In early March I was in Montreal working, and visiting friends. One evening I was inadvertently introduced to Miri Chek. After we chatted for a while I saw her eyes grow wide as she figured out I was one of the Archimedes Design guys.
Turns out she is a n artist working in Montreal on a number of projects. One of them had just been selected to be a part of TaBURNac! (as had we) She was exploring dome shapes too. That day she had stumbled across our site in her research. She was a big fan of our designs, and was dumbfounded that I had just walked into her loft.
She asked me back to look at her structure. Her idea had been to hang concentric rings from the ceiling with aircraft cable to create a bell shaped inclosure. She had been working with pvc, and a good bit of it was hung from the loft ceiling. She wasn't happy with it. And to be honest it looked like crap. Immediately she asked me what she should do. I didn't know how to politely say, "start over".
I said let me think about it. And I did. I went into another room for and hour or so, played with fire toys, and thought. That pause to consider lead to one of the more fascinating conversations I've had in years. We talked for an hour or so about structural forces and free standing shelters. We talked flying buttresses, and discussed why we chose a hub.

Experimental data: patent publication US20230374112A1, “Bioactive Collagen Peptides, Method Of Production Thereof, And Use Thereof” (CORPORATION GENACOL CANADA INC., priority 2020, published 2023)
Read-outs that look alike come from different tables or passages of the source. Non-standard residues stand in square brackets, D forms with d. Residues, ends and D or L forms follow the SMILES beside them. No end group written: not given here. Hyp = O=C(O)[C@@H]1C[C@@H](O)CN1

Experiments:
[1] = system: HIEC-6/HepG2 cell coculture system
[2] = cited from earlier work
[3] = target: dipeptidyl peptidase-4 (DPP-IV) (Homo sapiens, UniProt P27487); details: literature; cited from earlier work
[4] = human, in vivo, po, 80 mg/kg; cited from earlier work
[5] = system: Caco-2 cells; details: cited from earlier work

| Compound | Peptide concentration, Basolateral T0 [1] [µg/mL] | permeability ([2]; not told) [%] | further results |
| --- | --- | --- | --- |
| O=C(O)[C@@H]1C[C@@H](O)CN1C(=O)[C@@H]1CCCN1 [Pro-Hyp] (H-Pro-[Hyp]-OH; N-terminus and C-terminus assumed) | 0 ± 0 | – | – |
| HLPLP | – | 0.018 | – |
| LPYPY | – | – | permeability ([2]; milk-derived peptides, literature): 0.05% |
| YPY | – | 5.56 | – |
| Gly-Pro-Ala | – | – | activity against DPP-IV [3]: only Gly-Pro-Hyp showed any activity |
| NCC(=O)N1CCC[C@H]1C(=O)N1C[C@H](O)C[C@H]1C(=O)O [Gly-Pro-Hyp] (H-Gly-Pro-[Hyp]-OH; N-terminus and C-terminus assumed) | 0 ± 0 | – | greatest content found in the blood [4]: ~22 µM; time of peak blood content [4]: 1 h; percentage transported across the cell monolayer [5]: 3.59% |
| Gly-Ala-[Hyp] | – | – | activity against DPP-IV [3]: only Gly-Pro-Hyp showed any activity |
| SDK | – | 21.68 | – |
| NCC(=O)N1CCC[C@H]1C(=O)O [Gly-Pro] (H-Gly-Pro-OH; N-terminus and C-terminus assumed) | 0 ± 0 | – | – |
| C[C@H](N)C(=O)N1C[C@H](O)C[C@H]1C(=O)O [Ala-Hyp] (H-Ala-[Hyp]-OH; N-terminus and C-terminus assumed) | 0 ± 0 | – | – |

After that conversation I came back to Brooklyn for a few weeks to finish the project we were working on for TaBURNac. When we got back to Montreal what Miri had to share was nothing short of astounding. She and her compatriots created a beautiful structure. In about 10 days. Totally blown away.
While I was in Brooklyn sewing "more Spandex!" (used like "more cowbell" around here), she had designed her own hub, taught herself to MIG weld, constructed her parts, and built this gorgeous flower of a kiosk. I seldom I meet someone who geeks out in so deeply in ways I do.
In structures we unite. Thanks for the beautiful gift Miri.